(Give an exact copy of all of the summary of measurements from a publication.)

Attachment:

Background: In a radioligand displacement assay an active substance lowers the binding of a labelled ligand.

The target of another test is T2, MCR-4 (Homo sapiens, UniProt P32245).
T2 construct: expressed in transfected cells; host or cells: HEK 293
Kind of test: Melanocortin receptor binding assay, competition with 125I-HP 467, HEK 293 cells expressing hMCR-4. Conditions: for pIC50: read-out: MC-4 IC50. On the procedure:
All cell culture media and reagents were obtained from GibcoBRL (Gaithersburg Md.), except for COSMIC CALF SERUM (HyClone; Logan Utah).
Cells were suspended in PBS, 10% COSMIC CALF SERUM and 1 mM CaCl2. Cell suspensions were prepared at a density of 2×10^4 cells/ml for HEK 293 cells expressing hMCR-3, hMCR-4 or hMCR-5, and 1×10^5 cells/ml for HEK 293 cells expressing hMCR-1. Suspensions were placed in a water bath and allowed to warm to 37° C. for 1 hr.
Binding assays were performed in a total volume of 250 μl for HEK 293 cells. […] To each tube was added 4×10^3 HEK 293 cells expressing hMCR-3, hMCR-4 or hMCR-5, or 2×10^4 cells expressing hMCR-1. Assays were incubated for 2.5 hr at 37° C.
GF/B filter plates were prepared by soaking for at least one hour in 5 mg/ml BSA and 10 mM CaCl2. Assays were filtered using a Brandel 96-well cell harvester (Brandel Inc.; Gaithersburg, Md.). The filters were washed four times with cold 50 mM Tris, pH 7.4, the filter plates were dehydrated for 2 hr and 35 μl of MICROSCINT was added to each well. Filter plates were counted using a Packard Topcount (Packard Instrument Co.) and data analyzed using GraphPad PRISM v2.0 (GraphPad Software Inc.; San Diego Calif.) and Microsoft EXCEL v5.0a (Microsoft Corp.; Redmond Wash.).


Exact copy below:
Background: In a radioligand displacement assay an active substance lowers the binding of a labelled ligand.

The target of another test is T2, MCR-4 (Homo sapiens, UniProt P32245).
T2 construct: expressed in transfected cells; host or cells: HEK 293
Kind of test: Melanocortin receptor binding assay, competition with 125I-HP 467, HEK 293 cells expressing hMCR-4. Conditions: for pIC50: read-out: MC-4 IC50. On the procedure:
All cell culture media and reagents were obtained from GibcoBRL (Gaithersburg Md.), except for COSMIC CALF SERUM (HyClone; Logan Utah).
Cells were suspended in PBS, 10% COSMIC CALF SERUM and 1 mM CaCl2. Cell suspensions were prepared at a density of 2×10^4 cells/ml for HEK 293 cells expressing hMCR-3, hMCR-4 or hMCR-5, and 1×10^5 cells/ml for HEK 293 cells expressing hMCR-1. Suspensions were placed in a water bath and allowed to warm to 37° C. for 1 hr.
Binding assays were performed in a total volume of 250 μl for HEK 293 cells. […] To each tube was added 4×10^3 HEK 293 cells expressing hMCR-3, hMCR-4 or hMCR-5, or 2×10^4 cells expressing hMCR-1. Assays were incubated for 2.5 hr at 37° C.
GF/B filter plates were prepared by soaking for at least one hour in 5 mg/ml BSA and 10 mM CaCl2. Assays were filtered using a Brandel 96-well cell harvester (Brandel Inc.; Gaithersburg, Md.). The filters were washed four times with cold 50 mM Tris, pH 7.4, the filter plates were dehydrated for 2 hr and 35 μl of MICROSCINT was added to each well. Filter plates were counted using a Packard Topcount (Packard Instrument Co.) and data analyzed using GraphPad PRISM v2.0 (GraphPad Software Inc.; San Diego Calif.) and Microsoft EXCEL v5.0a (Microsoft Corp.; Redmond Wash.).